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Food activists, entrepreneurs to speak on sustainability, food justice during University Lectures/Syracuse Symposium presentation Oct. 9
Food activists, entrepreneurs to speak on sustainability, food justice during University Lectures/Syracuse Symposium presentation Oct. 9September 26, 2007Kelly Homan Rodoskikahoman@syr.edu
Activists and entrepreneurs Alice Waters and Judy Wicks will bring attention to a myriad of issues, such as sustainability and food justice, during a joint appearance at Syracuse University on Tuesday, Oct. 9, as part of The University Lectures series and the 2007 Syracuse Symposium, presented by SU’s College of Arts and Sciences.
Waters and Wicks will engage in a conversation on “Doing Well and Doing Good” at 7:30 p.m. in Hendricks Chapel. The conversation will be moderated by Don Mitchell, professor of geography in the Maxwell School of Citizenship and Public Affairs who is leading a hunger mapping project in Syracuse.
The event is free and open to the public; parking is available in the Irving Garage at a reduced rate. The SU Bookstore will have books written by Waters and Wicks available for purchase at Hendricks, including Waters’ latest book, due for release on Oct. 2.
As a follow-up to the Oct. 9 event, a “Roundtable on Food and Justice” will be held on Wednesday, Oct. 10, from noon-2 p.m. in Room 304 of the Hildegarde and J. Myer Schine Student Center. It will feature the Rev. Jennifer Baskerville-Burrows, SU’s Episcopal chaplain and the rector of Grace Episcopal Church in Syracuse; Danny Block of the Department of Geography at Chicago State University; Hilda Kurtz of the Department of Geography at the University of Georgia; Matt Potteiger of the Department of Landscape Architecture at the SUNY College of Environmental Science and Forestry; Tom Slater of the Food Bank of Central New York; and Andy Walter of the Department of Geography at the University of West Georgia.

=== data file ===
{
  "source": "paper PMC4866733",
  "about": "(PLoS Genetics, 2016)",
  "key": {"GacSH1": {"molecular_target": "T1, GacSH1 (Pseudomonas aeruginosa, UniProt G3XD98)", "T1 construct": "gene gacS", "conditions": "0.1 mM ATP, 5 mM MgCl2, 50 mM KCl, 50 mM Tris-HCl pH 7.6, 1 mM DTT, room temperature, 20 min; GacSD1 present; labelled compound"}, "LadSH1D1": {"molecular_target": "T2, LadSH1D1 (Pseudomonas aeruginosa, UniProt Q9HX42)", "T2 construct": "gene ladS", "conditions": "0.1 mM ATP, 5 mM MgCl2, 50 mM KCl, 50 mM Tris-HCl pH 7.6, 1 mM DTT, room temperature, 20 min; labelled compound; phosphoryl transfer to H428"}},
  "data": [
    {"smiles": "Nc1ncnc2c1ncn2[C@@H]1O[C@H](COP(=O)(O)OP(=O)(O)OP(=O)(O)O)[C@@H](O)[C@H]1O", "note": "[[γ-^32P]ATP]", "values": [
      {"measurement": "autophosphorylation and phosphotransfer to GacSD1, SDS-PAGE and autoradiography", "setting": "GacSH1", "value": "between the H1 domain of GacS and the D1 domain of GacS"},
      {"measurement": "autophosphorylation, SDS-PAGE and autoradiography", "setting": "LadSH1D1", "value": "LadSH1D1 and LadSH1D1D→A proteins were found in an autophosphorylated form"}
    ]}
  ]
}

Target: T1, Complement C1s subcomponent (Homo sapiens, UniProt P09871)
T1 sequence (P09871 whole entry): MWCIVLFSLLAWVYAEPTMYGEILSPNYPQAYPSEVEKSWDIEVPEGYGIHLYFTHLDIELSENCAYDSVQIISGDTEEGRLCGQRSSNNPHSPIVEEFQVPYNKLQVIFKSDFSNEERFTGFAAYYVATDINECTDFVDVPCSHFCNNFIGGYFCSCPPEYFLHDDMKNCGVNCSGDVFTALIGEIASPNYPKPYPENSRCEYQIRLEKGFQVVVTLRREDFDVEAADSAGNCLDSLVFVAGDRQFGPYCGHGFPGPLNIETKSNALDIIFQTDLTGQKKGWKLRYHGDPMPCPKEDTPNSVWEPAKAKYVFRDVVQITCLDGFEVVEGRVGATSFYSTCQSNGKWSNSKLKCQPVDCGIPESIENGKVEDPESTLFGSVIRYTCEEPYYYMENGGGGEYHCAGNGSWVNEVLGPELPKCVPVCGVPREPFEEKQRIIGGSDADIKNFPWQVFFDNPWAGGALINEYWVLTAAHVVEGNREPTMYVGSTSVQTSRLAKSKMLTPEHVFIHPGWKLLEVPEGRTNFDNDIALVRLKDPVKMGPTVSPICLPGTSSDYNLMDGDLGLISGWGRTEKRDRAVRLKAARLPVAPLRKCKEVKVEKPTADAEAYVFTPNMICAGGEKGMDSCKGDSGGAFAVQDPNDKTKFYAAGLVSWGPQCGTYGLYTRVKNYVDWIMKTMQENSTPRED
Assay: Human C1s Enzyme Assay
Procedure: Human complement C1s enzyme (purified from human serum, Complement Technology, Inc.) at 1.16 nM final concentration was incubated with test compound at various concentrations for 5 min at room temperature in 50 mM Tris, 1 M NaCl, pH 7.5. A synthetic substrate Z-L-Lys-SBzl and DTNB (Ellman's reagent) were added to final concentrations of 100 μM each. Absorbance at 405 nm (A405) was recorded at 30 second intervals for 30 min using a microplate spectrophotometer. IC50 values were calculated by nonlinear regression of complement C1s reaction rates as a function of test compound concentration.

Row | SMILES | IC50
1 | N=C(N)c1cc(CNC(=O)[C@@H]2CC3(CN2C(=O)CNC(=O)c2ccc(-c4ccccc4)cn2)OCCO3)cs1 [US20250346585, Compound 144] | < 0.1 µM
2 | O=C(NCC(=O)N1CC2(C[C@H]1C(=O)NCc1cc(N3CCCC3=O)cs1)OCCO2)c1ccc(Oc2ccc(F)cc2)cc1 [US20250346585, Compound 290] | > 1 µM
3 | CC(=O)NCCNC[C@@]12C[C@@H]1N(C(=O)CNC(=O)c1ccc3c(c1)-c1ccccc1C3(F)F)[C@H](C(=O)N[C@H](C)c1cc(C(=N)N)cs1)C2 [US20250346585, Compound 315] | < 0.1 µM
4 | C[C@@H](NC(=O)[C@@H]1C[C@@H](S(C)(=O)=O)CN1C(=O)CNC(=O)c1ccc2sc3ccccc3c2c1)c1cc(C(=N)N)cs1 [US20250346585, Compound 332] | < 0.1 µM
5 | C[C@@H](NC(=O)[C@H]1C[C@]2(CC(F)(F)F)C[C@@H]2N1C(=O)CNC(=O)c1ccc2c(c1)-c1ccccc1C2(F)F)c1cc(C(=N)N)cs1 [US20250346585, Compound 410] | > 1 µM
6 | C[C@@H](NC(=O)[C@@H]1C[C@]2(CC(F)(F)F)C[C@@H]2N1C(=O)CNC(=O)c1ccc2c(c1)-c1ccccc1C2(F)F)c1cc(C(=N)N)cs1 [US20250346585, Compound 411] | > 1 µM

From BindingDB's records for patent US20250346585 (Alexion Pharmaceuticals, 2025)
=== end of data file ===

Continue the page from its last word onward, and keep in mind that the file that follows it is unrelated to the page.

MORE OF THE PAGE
Waters and Wicks will also both meet with students in class settings during their time in Syracuse, and Wicks will be the honored guest at the YWCA “Spirit of American Women” event in Syracuse on Oct. 10.
Alice WatersA native of New Jersey, Waters graduated from the University of California at Berkeley in 1967 with a degree in French cultural studies and trained at the Montessori School in London before spending a seminal year traveling in France. She opened Chez Panisse in Berkeley, Calif., in 1971, serving a single, fixed-price menu that changes daily. The set menu format remains at the heart of Waters’ philosophy of serving only the highest-quality products, only when they are in season. Over the course of three decades, Chez Panisse has developed a network of mostly local farmers and ranchers whose dedication to sustainable agriculture assures Chez Panisse a steady supply of pure and fresh ingredients.
Waters is a strong advocate of farmers’ markets and sound and sustainable agriculture. In 1996, in celebration of the restaurant’s 25th anniversary, she created the Chez Panisse Foundation to help underwrite cultural and educational programs such as the one at the Edible Schoolyard that demonstrate the transformative power of growing, cooking and sharing food.
Among Waters’ many board affiliations, she is the founder and director of the Chez Panisse Foundation; an international governor of Slow Food; a visiting dean at the French Culinary Institute; an honorary trustee of the American Center for Food, Wine and the Arts in Napa; and board member of the San Francisco Ferry Plaza Farmers Market.
Waters is author and co-author of eight books, including “Chez Panisse Vegetables” (1996); “Chez Panisse Cafe Cookbook” (1999); “Fanny at Chez Panisse” (1997), a storybook and cookbook for children; and most recently the encyclopedic “Chez Panisse Fruit” (2002), all from William Morrow Cookbooks.
Chez Panisse was named Best Restaurant in America by Gourmet magazine in 2001. Waters has received numerous awards, including the Bon Appetit magazine’s Lifetime Achievement Award in 2000 and the James Beard Humanitarian Award in 1997. She was named Best Chef in America by the James Beard Foundation in 1992 and Cuisine et Vins de France listed her as one of the 10 best chefs in the world in 1986.